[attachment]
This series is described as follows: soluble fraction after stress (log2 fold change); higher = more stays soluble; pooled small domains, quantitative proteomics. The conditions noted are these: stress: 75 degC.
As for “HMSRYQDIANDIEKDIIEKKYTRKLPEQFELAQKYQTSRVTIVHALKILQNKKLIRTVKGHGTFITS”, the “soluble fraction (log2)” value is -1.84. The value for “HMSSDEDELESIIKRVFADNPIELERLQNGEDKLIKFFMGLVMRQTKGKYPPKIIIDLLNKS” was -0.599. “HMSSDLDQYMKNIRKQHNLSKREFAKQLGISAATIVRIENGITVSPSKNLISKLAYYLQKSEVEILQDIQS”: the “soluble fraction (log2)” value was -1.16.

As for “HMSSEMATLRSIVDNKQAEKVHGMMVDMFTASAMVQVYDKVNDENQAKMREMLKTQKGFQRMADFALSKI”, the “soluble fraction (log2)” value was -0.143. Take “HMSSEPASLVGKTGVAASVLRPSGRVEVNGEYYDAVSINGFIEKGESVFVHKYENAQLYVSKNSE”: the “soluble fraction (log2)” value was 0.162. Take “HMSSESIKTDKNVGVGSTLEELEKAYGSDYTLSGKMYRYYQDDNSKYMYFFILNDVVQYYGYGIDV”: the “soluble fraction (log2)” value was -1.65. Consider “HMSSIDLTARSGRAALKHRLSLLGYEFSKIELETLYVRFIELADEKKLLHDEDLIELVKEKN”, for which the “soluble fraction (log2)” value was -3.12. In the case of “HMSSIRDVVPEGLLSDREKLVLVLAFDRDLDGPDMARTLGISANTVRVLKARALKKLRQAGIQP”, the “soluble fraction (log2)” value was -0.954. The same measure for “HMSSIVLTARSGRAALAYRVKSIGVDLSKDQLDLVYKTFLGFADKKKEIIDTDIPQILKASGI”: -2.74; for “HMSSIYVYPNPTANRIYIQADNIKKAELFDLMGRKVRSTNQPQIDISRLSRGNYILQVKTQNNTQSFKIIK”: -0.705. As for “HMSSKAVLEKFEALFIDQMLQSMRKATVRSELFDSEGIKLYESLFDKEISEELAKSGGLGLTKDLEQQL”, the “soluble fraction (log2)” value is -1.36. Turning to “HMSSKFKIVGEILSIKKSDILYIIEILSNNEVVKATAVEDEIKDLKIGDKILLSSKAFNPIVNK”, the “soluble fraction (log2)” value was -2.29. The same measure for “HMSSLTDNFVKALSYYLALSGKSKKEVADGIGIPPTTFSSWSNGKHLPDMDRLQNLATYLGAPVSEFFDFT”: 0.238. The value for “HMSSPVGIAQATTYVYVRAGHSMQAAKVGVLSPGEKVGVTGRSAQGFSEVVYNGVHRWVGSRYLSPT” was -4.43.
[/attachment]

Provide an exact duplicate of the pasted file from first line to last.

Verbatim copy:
This series is described as follows: soluble fraction after stress (log2 fold change); higher = more stays soluble; pooled small domains, quantitative proteomics. The conditions noted are these: stress: 75 degC.
As for “HMSRYQDIANDIEKDIIEKKYTRKLPEQFELAQKYQTSRVTIVHALKILQNKKLIRTVKGHGTFITS”, the “soluble fraction (log2)” value is -1.84. The value for “HMSSDEDELESIIKRVFADNPIELERLQNGEDKLIKFFMGLVMRQTKGKYPPKIIIDLLNKS” was -0.599. “HMSSDLDQYMKNIRKQHNLSKREFAKQLGISAATIVRIENGITVSPSKNLISKLAYYLQKSEVEILQDIQS”: the “soluble fraction (log2)” value was -1.16.

As for “HMSSEMATLRSIVDNKQAEKVHGMMVDMFTASAMVQVYDKVNDENQAKMREMLKTQKGFQRMADFALSKI”, the “soluble fraction (log2)” value was -0.143. Take “HMSSEPASLVGKTGVAASVLRPSGRVEVNGEYYDAVSINGFIEKGESVFVHKYENAQLYVSKNSE”: the “soluble fraction (log2)” value was 0.162. Take “HMSSESIKTDKNVGVGSTLEELEKAYGSDYTLSGKMYRYYQDDNSKYMYFFILNDVVQYYGYGIDV”: the “soluble fraction (log2)” value was -1.65. Consider “HMSSIDLTARSGRAALKHRLSLLGYEFSKIELETLYVRFIELADEKKLLHDEDLIELVKEKN”, for which the “soluble fraction (log2)” value was -3.12. In the case of “HMSSIRDVVPEGLLSDREKLVLVLAFDRDLDGPDMARTLGISANTVRVLKARALKKLRQAGIQP”, the “soluble fraction (log2)” value was -0.954. The same measure for “HMSSIVLTARSGRAALAYRVKSIGVDLSKDQLDLVYKTFLGFADKKKEIIDTDIPQILKASGI”: -2.74; for “HMSSIYVYPNPTANRIYIQADNIKKAELFDLMGRKVRSTNQPQIDISRLSRGNYILQVKTQNNTQSFKIIK”: -0.705. As for “HMSSKAVLEKFEALFIDQMLQSMRKATVRSELFDSEGIKLYESLFDKEISEELAKSGGLGLTKDLEQQL”, the “soluble fraction (log2)” value is -1.36. Turning to “HMSSKFKIVGEILSIKKSDILYIIEILSNNEVVKATAVEDEIKDLKIGDKILLSSKAFNPIVNK”, the “soluble fraction (log2)” value was -2.29. The same measure for “HMSSLTDNFVKALSYYLALSGKSKKEVADGIGIPPTTFSSWSNGKHLPDMDRLQNLATYLGAPVSEFFDFT”: 0.238. The value for “HMSSPVGIAQATTYVYVRAGHSMQAAKVGVLSPGEKVGVTGRSAQGFSEVVYNGVHRWVGSRYLSPT” was -4.43.